shell    stream   tcp   nowait  root    /etc/rshd       rshd -l
        login    stream   tcp   nowait  root    /etc/rlogind    rlogind -l
    

    If you do not wish to grant remote network access to your system, you may disable this facility entirely with lines similar to the following.

        #shell    stream   tcp   nowait  root    /etc/rshd       rshd
        #login    stream   tcp   nowait  root    /etc/rlogind    rlogind
    

    Please refer to InfoExplorer for additional information on configuring the /etc/inetd.conf file and the inetd daemon.

    Should you choose to enable rshd and/or rlogind, the use of the /etc/hosts.equiv and $HOME/.rhosts files creates a dependency on the information in those files and the information which the servers use being accurate. Errors in either file or spoofing of host addresses or names are common causes of security exposures. When the network is not secure or trustworthy, consider disabling these services for some or all users or enabling the auditing subsystem to track possible attacks. You may also wish to consider use of a firewall or some other form of packet filter to restrict access to trustworthy hosts or networks.

    InfoExplorer describes the proper configuration of the /etc/hosts.equiv file. As a general rule, grant access to specific users and specific hosts. You should monitor the existence of .rhosts files and insure that users are educated about their proper use.

    The telnet service may be more appropriate in an unsecured network environment as it does not support the pre-authentication of users.

    CERT advisory CA-94:09 was released on May 23, 1994 describing the security exposure in the rlogin service.

    Use the following aix cmd to determine if you have applied one of these ptfs:
    $ lslpp -al U43xxxx


  9. Unrestricted X server access

    In 1993 CERT issued advisory CA-93:17 which documented a xterm vulnerability in X11R5 and earlier versions of X11. This problem was resolved by the following apars:

       aixterm X11r4 : ix34738 - resolved by U417488 and U419246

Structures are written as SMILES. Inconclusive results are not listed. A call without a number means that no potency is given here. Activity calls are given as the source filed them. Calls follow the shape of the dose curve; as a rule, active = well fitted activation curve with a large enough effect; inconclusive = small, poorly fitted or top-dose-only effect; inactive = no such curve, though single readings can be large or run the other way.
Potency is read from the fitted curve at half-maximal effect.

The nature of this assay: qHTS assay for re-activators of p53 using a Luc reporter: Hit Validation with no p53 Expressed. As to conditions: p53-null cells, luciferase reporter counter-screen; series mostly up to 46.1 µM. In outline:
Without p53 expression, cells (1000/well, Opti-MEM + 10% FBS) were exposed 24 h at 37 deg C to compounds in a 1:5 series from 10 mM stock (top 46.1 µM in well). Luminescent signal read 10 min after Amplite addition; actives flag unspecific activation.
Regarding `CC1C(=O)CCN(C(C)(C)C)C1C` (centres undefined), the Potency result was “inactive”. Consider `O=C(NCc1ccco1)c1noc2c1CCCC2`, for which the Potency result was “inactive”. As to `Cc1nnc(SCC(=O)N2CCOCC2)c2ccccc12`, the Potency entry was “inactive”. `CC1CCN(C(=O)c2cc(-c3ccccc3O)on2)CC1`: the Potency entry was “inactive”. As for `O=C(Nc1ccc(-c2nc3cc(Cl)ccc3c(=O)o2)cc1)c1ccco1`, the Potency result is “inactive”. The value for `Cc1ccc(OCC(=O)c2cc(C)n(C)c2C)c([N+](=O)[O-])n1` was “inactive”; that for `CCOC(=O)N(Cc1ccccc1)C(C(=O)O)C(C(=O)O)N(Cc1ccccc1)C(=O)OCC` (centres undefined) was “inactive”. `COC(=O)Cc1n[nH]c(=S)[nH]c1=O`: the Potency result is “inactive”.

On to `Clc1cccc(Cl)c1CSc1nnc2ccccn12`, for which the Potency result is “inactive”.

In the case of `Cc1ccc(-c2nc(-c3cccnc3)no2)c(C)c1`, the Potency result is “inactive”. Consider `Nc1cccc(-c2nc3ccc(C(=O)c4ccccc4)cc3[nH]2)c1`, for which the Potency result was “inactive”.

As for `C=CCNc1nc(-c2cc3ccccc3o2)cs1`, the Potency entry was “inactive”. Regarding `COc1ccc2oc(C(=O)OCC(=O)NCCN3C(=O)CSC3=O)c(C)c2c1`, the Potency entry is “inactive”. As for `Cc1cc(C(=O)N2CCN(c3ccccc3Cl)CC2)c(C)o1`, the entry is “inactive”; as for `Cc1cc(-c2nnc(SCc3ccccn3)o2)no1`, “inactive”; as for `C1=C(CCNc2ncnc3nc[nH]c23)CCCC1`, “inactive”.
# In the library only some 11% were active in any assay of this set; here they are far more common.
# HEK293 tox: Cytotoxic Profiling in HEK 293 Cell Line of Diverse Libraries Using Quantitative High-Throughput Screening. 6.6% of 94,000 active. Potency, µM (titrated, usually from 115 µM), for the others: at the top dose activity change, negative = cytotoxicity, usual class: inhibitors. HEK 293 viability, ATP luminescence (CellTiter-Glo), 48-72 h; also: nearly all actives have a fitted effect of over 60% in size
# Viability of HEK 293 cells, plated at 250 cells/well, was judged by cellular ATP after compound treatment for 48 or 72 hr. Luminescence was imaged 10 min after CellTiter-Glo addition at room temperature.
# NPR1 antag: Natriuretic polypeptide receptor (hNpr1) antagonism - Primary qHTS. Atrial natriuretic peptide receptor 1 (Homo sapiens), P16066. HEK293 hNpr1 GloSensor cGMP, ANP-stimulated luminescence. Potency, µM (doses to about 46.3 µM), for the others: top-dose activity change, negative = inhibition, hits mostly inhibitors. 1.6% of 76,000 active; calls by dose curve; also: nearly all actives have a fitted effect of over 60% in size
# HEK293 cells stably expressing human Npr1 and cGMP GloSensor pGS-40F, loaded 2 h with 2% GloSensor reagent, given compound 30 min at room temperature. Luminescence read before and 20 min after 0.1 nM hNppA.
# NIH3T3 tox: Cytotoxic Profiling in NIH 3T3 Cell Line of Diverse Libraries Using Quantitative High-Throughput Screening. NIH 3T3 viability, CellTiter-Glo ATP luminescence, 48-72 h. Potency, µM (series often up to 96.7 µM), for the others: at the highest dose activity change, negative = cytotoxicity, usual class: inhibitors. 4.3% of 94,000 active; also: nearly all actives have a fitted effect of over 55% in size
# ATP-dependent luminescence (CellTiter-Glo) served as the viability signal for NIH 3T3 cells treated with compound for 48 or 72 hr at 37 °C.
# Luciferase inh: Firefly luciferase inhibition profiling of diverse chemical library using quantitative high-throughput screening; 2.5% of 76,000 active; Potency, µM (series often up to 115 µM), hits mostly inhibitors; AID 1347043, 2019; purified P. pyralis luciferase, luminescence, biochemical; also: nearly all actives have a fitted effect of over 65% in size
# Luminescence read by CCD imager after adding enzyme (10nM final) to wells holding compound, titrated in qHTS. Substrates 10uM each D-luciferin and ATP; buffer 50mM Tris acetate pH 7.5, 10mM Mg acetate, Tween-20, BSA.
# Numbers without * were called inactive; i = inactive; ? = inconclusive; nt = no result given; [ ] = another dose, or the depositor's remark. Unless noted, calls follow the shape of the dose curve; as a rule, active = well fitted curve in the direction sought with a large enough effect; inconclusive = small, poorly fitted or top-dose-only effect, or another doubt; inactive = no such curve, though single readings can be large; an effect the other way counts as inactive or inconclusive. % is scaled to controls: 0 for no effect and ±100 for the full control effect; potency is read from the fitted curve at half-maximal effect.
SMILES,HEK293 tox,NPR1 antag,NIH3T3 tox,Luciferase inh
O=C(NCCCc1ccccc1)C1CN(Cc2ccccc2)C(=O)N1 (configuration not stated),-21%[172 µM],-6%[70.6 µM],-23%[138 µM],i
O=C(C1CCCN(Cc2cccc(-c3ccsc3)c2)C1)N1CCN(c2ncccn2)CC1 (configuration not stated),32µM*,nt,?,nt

aixterm X11r5 : ix40275 - resolved by ptf U425631
       xterm   X11r4 : ix40279 - resolved by ptf U425255 and U425228
       xterm   X11r5 : resolved by U493250 (3.2.5 Gold)
    

    Use the following aix cmd to determine if you have applied these ptfs:
    $ lslpp -al U4xxxxx

    If you are using AIX 3.2, please make sure you have all these ptfs applied to avoid potential security problems. These fixes are shipped as part of the GOLD version of AIX 4.1. Because of X11's design, the client/server can be accessed by any other host on the network. If you are on the Internet, your display can be accessed by any machine in the world. X11 security issues for AIX are similar to the X11 security problems facing other X11 vendors. It is difficult to make X completely secure. However, there are access control mechanisms which can be put in place to help make your environment more secure. You should never use the "xhost +" cmd because this will enable any remote user to read/write screen information. Please remove all "xhost +" cmds from any file or program on your system. A useful tool for limiting X access, please see the /usr/bin/xauth

    The best source of information on securing X is in : O'Reilly & Associates,Inc. "X Window System Adminstrator's Guide". Specifically chapter 4 which goes into detail about X security. The discussion in this chapter applies to the AIX environment. In additon, the Common Desktop Enviroment (CDE) interface available on AIX 4.1 uses XDMCP protocol discussed in this chapter.


  10. Writable FTP home directory